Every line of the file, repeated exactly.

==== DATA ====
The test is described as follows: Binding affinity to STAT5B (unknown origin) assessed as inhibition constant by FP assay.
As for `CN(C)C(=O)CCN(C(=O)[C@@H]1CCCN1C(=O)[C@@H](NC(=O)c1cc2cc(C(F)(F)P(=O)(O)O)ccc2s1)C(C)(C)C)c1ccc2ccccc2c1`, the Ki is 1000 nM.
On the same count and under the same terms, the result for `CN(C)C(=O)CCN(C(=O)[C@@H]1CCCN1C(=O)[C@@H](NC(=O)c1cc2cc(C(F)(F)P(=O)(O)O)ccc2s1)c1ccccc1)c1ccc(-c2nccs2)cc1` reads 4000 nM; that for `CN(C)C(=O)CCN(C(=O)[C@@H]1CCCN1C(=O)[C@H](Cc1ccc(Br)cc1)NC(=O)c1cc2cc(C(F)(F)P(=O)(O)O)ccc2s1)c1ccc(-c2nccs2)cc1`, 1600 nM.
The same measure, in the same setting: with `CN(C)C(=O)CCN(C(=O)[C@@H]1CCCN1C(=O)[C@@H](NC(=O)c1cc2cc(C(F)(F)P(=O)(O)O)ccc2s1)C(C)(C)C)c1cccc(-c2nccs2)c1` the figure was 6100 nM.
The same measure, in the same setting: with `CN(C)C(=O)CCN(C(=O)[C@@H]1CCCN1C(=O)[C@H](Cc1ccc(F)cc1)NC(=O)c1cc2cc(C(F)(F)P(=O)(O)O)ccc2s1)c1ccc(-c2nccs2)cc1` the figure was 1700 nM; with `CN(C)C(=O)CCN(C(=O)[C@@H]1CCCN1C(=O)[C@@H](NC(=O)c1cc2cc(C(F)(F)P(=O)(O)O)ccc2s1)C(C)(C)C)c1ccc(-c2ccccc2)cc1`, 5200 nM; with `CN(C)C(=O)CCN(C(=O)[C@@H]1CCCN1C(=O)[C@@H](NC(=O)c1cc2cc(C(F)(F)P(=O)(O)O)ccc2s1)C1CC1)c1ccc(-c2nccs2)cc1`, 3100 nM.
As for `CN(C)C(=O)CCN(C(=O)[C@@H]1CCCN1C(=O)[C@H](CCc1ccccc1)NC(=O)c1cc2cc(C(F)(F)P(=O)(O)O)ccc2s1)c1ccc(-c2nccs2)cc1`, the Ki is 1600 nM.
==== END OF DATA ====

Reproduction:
The test is described as follows: Binding affinity to STAT5B (unknown origin) assessed as inhibition constant by FP assay.
As for `CN(C)C(=O)CCN(C(=O)[C@@H]1CCCN1C(=O)[C@@H](NC(=O)c1cc2cc(C(F)(F)P(=O)(O)O)ccc2s1)C(C)(C)C)c1ccc2ccccc2c1`, the Ki is 1000 nM.
On the same count and under the same terms, the result for `CN(C)C(=O)CCN(C(=O)[C@@H]1CCCN1C(=O)[C@@H](NC(=O)c1cc2cc(C(F)(F)P(=O)(O)O)ccc2s1)c1ccccc1)c1ccc(-c2nccs2)cc1` reads 4000 nM; that for `CN(C)C(=O)CCN(C(=O)[C@@H]1CCCN1C(=O)[C@H](Cc1ccc(Br)cc1)NC(=O)c1cc2cc(C(F)(F)P(=O)(O)O)ccc2s1)c1ccc(-c2nccs2)cc1`, 1600 nM.
The same measure, in the same setting: with `CN(C)C(=O)CCN(C(=O)[C@@H]1CCCN1C(=O)[C@@H](NC(=O)c1cc2cc(C(F)(F)P(=O)(O)O)ccc2s1)C(C)(C)C)c1cccc(-c2nccs2)c1` the figure was 6100 nM.
The same measure, in the same setting: with `CN(C)C(=O)CCN(C(=O)[C@@H]1CCCN1C(=O)[C@H](Cc1ccc(F)cc1)NC(=O)c1cc2cc(C(F)(F)P(=O)(O)O)ccc2s1)c1ccc(-c2nccs2)cc1` the figure was 1700 nM; with `CN(C)C(=O)CCN(C(=O)[C@@H]1CCCN1C(=O)[C@@H](NC(=O)c1cc2cc(C(F)(F)P(=O)(O)O)ccc2s1)C(C)(C)C)c1ccc(-c2ccccc2)cc1`, 5200 nM; with `CN(C)C(=O)CCN(C(=O)[C@@H]1CCCN1C(=O)[C@@H](NC(=O)c1cc2cc(C(F)(F)P(=O)(O)O)ccc2s1)C1CC1)c1ccc(-c2nccs2)cc1`, 3100 nM.
As for `CN(C)C(=O)CCN(C(=O)[C@@H]1CCCN1C(=O)[C@H](CCc1ccccc1)NC(=O)c1cc2cc(C(F)(F)P(=O)(O)O)ccc2s1)c1ccc(-c2nccs2)cc1`, the Ki is 1600 nM.